Yalata Festival 2-5 June, 2015

The Nuclear Futures team is excited to be at Yalata, a vibrant and remote Aboriginal community in far west South Australia, to participate in the inaugural Yalata Festival. The Festival program includes a fantastic line up of cultural workshops, guest speakers, events, displays and tours across the 2nd – 5th June, 2015.

In partnership with Yalata Community and its creative artists, the Nuclear Futures program will run workshops and events across the Festival, including digital arts skills development, sculpture-making, film screenings, projection installations. We will help facilitate community exhibitions, creative experiences and cultural exchanges.
The Yalata community is primarily Pitjantjatjara Anangu who descended from the desert people in the north and north-west of South Australia. Pitjantjatjara is the first language of the Anangu and English is a second language. Yalata is an atomic survivor community. Its families were resettled from the Maralinga Tjarutja lands prior to the British atomic bomb tests in the 1950s.
Over the past 12 months Nuclear Futures has been working with Yalata Community on a number of community arts projects to produce a suite of new creative works telling community stories about survival, impact, resilience, successes and their hopes for the future.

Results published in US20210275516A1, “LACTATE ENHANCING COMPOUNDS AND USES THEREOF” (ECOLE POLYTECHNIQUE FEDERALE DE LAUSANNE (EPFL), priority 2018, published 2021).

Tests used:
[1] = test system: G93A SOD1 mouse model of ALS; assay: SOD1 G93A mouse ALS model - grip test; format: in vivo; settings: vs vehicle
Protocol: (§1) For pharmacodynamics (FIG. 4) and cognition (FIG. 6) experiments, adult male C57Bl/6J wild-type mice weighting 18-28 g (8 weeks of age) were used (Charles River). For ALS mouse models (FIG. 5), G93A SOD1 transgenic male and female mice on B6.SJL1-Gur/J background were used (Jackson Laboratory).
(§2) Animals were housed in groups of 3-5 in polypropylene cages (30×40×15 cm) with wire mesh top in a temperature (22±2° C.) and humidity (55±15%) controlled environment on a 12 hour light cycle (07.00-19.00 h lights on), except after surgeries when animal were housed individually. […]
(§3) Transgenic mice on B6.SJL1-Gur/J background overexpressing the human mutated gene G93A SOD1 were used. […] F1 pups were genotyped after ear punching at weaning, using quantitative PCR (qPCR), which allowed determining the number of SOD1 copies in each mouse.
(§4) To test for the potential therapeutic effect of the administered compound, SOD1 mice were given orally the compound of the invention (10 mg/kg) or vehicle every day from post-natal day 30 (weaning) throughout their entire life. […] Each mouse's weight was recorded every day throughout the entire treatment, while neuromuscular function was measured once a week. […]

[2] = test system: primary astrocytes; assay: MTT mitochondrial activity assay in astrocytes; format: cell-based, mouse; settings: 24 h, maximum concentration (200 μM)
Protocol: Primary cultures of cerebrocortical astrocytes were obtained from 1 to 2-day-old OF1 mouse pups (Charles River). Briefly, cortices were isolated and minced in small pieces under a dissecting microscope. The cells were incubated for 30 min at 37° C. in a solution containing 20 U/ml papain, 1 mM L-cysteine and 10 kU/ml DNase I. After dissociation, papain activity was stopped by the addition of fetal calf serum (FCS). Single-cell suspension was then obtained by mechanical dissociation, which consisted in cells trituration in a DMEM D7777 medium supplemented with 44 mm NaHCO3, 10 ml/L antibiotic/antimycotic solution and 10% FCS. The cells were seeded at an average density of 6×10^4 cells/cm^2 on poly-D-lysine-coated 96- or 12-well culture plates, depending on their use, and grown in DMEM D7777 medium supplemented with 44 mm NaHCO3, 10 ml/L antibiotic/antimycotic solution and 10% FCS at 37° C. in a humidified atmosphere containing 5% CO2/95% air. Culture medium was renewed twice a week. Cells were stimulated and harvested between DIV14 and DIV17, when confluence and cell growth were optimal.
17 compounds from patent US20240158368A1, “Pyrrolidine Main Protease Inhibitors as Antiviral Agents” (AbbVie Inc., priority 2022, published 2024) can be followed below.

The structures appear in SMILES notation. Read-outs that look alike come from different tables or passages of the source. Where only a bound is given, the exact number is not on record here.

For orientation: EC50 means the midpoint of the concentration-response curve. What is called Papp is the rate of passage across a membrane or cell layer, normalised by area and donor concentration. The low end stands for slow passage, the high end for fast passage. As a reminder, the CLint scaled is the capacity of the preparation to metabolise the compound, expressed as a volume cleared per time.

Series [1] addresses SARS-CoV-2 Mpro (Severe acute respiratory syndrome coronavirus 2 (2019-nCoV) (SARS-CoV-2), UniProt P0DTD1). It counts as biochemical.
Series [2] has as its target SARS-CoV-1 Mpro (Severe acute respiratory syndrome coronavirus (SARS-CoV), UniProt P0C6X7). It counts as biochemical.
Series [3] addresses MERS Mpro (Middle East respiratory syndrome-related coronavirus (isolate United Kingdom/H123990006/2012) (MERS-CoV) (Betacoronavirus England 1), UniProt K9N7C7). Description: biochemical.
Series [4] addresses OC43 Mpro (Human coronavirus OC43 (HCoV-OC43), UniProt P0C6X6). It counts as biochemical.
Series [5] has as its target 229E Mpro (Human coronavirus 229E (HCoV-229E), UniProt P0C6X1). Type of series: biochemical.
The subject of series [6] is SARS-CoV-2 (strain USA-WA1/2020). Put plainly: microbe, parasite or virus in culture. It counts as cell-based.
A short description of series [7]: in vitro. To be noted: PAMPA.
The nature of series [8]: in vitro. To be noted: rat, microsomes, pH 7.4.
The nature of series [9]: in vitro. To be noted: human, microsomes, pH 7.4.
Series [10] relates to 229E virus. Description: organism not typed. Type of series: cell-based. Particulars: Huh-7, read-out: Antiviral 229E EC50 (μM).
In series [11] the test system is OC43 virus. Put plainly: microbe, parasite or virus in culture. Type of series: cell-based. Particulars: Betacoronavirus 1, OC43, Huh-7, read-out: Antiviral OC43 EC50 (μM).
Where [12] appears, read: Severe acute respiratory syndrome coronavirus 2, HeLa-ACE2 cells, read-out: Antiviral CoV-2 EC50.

IMG_2796We are working with Yalata artists, including carver Steve Harrison, facilitator and musician Russell Bryant, translator and musician Keith Peters, filmmaker Rhonda Maher, painter Missie Windlass and potter and line drawing artist Warren Paul.
The Nuclear Futures team at Yalata includes creative producer Paul Brown, sculptor John Turpie, digital artist Linda Dement, photomedia Artist Jessie Boylan, filmmaker Danielle Marwick, AV technician Rowan Lee and manager Ellise Barkley. Special guests include Japanese cultural exchange liaison Rico Ishii (visiting Australia as part of an international residency to deepen connections between Yalata residents and Japanese Hibakusha communities), and playwright John Romeril.
As well as participating in the Yalata Festival, the Nuclear Futures team will be working on a new projection installation involving Yalata-based content, to be showcased in July at an exhibition at The Block, Queensland University of Technology. Design work will also continue with the Yalata sculpture group, working on a sculpture-gifting proposal for the Nagasaki Peace Park in partnership with Mayors for Peace (Australia), Nuclear Futures, and with financial assistance from the Australia Council for the Arts.